Techsparks 2019: FabIndia Chairman William Bissell reveals how he built India’s largest private platform for traditional products
When William Bissell, Chairman of FabIndia, was a child, all his friends wanted to become pilots. But William wanted to own the airline. He didn’t come from a business family, but they told him he had an entrepreneurial mindset.
Although his father, John Bissell, started the textile export business in 1960 that would eventually become FabIndia, William took over the reins when his father fell ill.
William told Shradha Sharma, Founder and CEO, YourStory, at Techsparks 2019, “I originally wanted to be an environmental journalist. But after my father fell ill, I chose to continue with his export business even though I wasn’t interested in it before.”
The export business sold under other brand names, but William decided to pivot to retail and establish a brand the business would sell under.
FabIndia’s genesis was also a consequence of his desire to create an Indian brand that revived the country’s heritage in some way. William thus began retailing garments handmade by rural craftspeople from across the country.
“I grew up travelling across India and was exposed to the range of products made in villages and rural areas. My early training had already started then. I was exposed to this so much that I carried these thoughts even as I grew up,” he said.
From accidental entrepreneur to Chairman at FabIndia
Often called the accidental entrepreneur, William didn’t come from a business family; he says his father also started a textile business at a late stage and that too by accident.
“During my initial days at FabIndia, other business people came from families who had networks to draw money from. I didn’t have these networks. So, I formed my own council of advisors, and in exchange for their valuable advice, gave them some equity in the company,” he said.
Until 2018, William served as the Managing Director of FabIndia. Now as the Chairman, he has transformed the brand into the nation’s largest private platform for handmade products inspired by traditional techniques and skills.
The company claims its products are currently produced by over 40,000 artisans and craftspeople across India.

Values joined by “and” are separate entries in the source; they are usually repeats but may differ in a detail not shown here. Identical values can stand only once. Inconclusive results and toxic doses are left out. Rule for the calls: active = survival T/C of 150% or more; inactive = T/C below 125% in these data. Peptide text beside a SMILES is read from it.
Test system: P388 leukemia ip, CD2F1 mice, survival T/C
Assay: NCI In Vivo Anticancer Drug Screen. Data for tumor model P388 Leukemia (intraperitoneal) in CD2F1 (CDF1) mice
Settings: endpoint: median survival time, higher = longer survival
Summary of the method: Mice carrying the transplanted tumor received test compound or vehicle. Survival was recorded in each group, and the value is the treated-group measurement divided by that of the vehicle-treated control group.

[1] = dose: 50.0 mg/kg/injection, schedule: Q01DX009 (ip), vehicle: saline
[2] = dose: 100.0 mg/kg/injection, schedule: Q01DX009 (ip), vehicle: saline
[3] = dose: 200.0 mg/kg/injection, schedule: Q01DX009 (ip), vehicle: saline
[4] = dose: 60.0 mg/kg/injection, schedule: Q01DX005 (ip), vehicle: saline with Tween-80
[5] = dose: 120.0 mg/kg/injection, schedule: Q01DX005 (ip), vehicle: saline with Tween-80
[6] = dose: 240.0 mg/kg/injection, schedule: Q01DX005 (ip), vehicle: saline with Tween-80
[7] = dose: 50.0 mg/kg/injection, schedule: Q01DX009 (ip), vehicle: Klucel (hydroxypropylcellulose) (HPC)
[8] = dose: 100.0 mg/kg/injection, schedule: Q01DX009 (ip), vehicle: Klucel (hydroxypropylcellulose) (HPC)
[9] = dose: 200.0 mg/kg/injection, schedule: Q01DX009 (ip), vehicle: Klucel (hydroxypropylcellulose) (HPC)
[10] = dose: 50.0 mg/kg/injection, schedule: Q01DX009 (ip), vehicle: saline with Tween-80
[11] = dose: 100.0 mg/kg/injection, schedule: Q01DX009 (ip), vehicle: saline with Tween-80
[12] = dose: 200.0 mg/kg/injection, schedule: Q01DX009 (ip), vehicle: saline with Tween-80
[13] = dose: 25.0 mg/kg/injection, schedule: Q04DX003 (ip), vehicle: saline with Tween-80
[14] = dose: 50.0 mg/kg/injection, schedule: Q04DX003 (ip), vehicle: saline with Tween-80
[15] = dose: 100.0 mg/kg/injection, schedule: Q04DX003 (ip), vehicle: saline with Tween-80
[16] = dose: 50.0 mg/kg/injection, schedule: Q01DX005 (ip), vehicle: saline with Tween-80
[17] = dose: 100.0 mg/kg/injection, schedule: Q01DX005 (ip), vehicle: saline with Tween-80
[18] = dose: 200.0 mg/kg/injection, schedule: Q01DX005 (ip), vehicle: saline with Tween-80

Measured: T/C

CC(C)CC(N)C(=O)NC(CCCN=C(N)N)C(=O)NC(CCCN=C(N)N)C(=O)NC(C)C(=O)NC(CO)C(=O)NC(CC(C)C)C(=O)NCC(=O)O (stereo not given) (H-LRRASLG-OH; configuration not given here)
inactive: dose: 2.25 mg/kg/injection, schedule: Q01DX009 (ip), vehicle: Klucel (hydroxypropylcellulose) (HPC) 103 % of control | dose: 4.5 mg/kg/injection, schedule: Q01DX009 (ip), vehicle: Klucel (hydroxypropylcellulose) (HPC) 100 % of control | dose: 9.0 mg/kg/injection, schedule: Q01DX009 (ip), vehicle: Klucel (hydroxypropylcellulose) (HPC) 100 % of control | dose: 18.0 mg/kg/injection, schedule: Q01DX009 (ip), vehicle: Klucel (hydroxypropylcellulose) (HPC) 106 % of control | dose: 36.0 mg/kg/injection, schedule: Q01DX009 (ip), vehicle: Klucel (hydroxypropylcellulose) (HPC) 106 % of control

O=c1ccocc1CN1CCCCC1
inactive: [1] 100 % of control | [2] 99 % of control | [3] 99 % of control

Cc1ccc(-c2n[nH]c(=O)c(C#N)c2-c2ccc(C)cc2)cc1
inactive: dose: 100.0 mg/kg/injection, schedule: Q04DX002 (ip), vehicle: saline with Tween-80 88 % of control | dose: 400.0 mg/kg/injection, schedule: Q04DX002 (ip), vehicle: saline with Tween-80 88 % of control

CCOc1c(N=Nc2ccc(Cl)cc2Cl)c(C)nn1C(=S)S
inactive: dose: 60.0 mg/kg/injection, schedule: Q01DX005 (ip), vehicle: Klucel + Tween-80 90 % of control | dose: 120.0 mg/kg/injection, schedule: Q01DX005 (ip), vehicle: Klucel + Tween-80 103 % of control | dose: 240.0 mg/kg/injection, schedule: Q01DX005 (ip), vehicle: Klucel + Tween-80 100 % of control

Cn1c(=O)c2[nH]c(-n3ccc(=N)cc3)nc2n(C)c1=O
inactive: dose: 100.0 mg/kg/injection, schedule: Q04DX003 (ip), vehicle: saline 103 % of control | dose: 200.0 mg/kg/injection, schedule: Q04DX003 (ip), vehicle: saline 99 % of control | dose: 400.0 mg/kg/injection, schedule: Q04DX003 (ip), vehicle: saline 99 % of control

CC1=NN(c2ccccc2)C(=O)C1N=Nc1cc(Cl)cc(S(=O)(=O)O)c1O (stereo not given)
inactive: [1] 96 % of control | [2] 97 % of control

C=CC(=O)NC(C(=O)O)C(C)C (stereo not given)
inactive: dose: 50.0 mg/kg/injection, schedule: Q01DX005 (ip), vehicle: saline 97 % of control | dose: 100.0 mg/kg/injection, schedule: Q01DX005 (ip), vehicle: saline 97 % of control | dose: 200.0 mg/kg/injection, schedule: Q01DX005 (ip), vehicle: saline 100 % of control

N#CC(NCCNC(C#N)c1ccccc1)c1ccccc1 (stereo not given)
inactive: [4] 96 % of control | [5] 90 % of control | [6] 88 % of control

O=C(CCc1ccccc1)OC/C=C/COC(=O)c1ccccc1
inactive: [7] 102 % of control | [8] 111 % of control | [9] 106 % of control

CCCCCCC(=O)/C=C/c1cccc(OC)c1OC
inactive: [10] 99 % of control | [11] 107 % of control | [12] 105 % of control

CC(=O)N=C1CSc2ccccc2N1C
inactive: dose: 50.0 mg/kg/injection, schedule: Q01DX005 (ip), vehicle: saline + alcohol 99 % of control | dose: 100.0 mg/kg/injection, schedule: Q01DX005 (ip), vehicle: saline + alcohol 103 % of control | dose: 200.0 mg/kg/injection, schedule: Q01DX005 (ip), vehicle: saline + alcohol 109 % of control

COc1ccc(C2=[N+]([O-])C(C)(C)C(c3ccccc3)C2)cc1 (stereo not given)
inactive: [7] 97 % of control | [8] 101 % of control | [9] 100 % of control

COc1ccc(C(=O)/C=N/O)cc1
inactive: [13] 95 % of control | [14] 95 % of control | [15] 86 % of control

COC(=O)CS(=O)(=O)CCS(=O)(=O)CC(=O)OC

It also says it links over 55,000 craft-based rural producers to modern urban markets, creating a base for skilled, sustainable rural employment. Another objective of the company has been preserving India's traditional handicrafts.
Staying relevant over the years
William explained that he has had to constantly look at reinventing FabIndia as the consumer market evolved rapidly. When the ecommerce boom happened, FabIndia’s investors said the brand needed to pivot to ecommerce, but William stood his ground.
“Some investors said we should go the ecommerce way or die. I said, ‘I choose neither’. I didn’t want to lose the kind of money ecommerce businesses were losing. Further, none of our core competencies lent us to becoming an ecommerce company,” he added.
Staying true to William’s vision of selling offline, FabIndia opened over 250 physical outlets.
“Consumers still want the human-to-human experience of buying from a physical store. And we wanted to master this space and create India’s favourite experience of buying fabrics,” he said.
The experience of buying at FabIndia is also changing with its focus on wellness products.
“I always kept a curious mind. Once I spoke to all the passengers in a train compartment. I saw they all had wellness on their minds, and that inspired me to venture into organic wellness products,” William said.
According to William, new ideas come from the ecosystem, and if people don’t listen to the ecosystem, they shut themselves off from ideas.
The secret to scaling up
FabIndia’s successful scaling up story stems from William’s firm belief in something he calls “franchise energy”.
He explained, “Entrepreneurs have a ‘get up and go’ and inspirational type of energy. However, the energy that builds large companies is an institutional energy. Franchise energy is different from the energy that creates ideas. It is about ratios, details, efficient systems, checklists, rolling new things out, incremental improvements, etc.”
But even with a focus on “franchise energy”, scaling up can be challenging without external investors. The FabIndia Chairman believes that going into a fund-raising round is like marriage.
“Sometimes, investments happen based solely on the valuation of the company. One has to spend a lot of time with investors before raising funding. If long-term interests are not aligned, there will be constant friction. Founders need to respect what investors bring to the table,” William noted.
Learnings from a rich entrepreneurial journey
William didn’t go to any business school and doesn’t have a fancy MBA degree. But he admitted he was initially in awe of people with MBAs who told him how FabIndia should scale up.
“I listened to some of them and made the biggest mistake of my life by acquiring a UK brand. I spent 10 years digging myself out of the hole. I didn’t have the fancy degree but I had a dukandaar’s attitude to business. I then realised I shouldn’t be in awe of those people,” he said.
William also said raising funds is not a strategy or a business. “For me, business is about connecting with your passion and what you believe in. Business shouldn’t be done just because of investments. So, it’s important to know who you are and who you are not,” he said, adding, “It’s important to say no to a lot of things so you have more time and energy to say yes to the crucial things.”
(Edited by Evelyn Ratnakumar)
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